Using Big Data Approaches in Microbial Genomics

Lead Research Organisation: University of Oxford
Department Name: Interdisciplinary Bioscience DTP


Studying the rate at which genetic sequences change through evolution reveals an inverse correlation between the measured rate of change and time spanned through the measurement. This could potentially be an artefact of insufficient
sampling, but could also be a result of genuine evolutionary processes over large time-frames. The deep evolution of bacteria has remained a black box due to the lack of a fossil record. Using a comprehensive data-set of ancient microbial DNA we aim to contribute to the discussion whether the time-dependence of evolutionary rates is a sampling artefact and, if not, what other factors can explain it. Thus we hope to finally open up the black box that is bacterial evolution.

This project contributes towards the area of data driven biology which is of prime interest to the BBSRC.


10 25 50

Studentship Projects

Project Reference Relationship Related To Start End Student Name
BB/M011224/1 30/09/2015 29/09/2023
1944976 Studentship BB/M011224/1 30/09/2017 31/12/2021 Nicolas Arning
Description Campylobacteriosis is the most common foodborne disease in the European Union. As such it is important to attribute sources precisely to condemn the mostly sporadic outbreaks using targeted health regulations. We have developed a new machine learning based source attribution using genomic information from the disease causing bacterium. The new method is about 20% more accurate than the previously most frequently used source attribution method and we hope to thus help contain campylobacteriosis.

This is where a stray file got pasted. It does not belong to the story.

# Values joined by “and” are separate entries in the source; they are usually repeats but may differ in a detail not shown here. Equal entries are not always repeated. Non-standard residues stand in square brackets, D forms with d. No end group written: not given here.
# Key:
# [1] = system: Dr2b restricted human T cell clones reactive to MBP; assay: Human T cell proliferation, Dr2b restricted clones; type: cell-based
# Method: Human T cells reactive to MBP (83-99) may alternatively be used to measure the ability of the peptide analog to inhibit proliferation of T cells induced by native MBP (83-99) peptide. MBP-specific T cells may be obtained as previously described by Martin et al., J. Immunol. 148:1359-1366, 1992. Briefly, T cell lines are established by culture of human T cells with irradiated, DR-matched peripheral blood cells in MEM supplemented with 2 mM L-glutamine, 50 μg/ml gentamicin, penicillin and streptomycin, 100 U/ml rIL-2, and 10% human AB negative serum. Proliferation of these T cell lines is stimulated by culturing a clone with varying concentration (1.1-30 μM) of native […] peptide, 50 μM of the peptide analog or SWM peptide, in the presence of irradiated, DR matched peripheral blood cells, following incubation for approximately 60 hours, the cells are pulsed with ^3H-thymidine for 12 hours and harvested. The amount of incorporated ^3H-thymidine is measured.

Exploitation Route The machine learning source attribution methods can be used by other researchers who isolate the underlying bacterium C. jejuni from human samples to know where the infection came from. Additionally, databases like could adapt our method for automatic source attribution upon upload.
Sectors Agriculture, Food and Drink,Healthcare,Pharmaceuticals and Medical Biotechnology